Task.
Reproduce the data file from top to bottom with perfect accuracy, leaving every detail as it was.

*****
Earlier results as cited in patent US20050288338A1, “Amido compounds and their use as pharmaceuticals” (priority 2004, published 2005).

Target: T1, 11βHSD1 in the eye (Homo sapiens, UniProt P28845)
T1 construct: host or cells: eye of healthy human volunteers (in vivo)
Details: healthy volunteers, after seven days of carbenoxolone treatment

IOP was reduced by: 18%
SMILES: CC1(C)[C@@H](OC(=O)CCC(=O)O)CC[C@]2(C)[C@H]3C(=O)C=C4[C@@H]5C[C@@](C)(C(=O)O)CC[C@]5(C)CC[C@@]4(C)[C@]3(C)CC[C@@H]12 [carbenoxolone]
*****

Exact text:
Earlier results as cited in patent US20050288338A1, “Amido compounds and their use as pharmaceuticals” (priority 2004, published 2005).

Target: T1, 11βHSD1 in the eye (Homo sapiens, UniProt P28845)
T1 construct: host or cells: eye of healthy human volunteers (in vivo)
Details: healthy volunteers, after seven days of carbenoxolone treatment

IOP was reduced by: 18%
SMILES: CC1(C)[C@@H](OC(=O)CCC(=O)O)CC[C@]2(C)[C@H]3C(=O)C=C4[C@@H]5C[C@@](C)(C(=O)O)CC[C@]5(C)CC[C@@]4(C)[C@]3(C)CC[C@@H]12 [carbenoxolone]